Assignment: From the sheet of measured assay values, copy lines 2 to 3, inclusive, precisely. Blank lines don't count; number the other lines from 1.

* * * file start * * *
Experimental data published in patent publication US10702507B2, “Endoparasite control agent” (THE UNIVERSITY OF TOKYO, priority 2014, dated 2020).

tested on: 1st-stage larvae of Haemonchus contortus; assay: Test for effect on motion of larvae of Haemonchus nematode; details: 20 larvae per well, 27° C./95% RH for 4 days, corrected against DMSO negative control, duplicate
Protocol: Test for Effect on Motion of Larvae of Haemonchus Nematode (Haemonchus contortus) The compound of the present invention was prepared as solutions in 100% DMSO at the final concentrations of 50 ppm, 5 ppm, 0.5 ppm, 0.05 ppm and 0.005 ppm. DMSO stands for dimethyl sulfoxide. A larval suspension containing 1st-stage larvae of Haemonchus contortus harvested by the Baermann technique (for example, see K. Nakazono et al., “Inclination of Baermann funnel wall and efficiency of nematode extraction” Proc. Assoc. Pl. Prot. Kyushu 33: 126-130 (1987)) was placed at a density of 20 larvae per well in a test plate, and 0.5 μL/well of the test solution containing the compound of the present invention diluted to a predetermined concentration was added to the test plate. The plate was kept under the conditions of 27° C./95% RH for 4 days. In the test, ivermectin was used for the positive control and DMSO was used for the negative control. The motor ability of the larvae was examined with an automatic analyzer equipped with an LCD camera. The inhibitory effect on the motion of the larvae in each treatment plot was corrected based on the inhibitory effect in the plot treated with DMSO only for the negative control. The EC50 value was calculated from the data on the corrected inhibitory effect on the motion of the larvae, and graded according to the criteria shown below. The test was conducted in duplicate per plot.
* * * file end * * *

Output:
tested on: 1st-stage larvae of Haemonchus contortus; assay: Test for effect on motion of larvae of Haemonchus nematode; details: 20 larvae per well, 27° C./95% RH for 4 days, corrected against DMSO negative control, duplicate
Protocol: Test for Effect on Motion of Larvae of Haemonchus Nematode (Haemonchus contortus) The compound of the present invention was prepared as solutions in 100% DMSO at the final concentrations of 50 ppm, 5 ppm, 0.5 ppm, 0.05 ppm and 0.005 ppm. DMSO stands for dimethyl sulfoxide. A larval suspension containing 1st-stage larvae of Haemonchus contortus harvested by the Baermann technique (for example, see K. Nakazono et al., “Inclination of Baermann funnel wall and efficiency of nematode extraction” Proc. Assoc. Pl. Prot. Kyushu 33: 126-130 (1987)) was placed at a density of 20 larvae per well in a test plate, and 0.5 μL/well of the test solution containing the compound of the present invention diluted to a predetermined concentration was added to the test plate. The plate was kept under the conditions of 27° C./95% RH for 4 days. In the test, ivermectin was used for the positive control and DMSO was used for the negative control. The motor ability of the larvae was examined with an automatic analyzer equipped with an LCD camera. The inhibitory effect on the motion of the larvae in each treatment plot was corrected based on the inhibitory effect in the plot treated with DMSO only for the negative control. The EC50 value was calculated from the data on the corrected inhibitory effect on the motion of the larvae, and graded according to the criteria shown below. The test was conducted in duplicate per plot.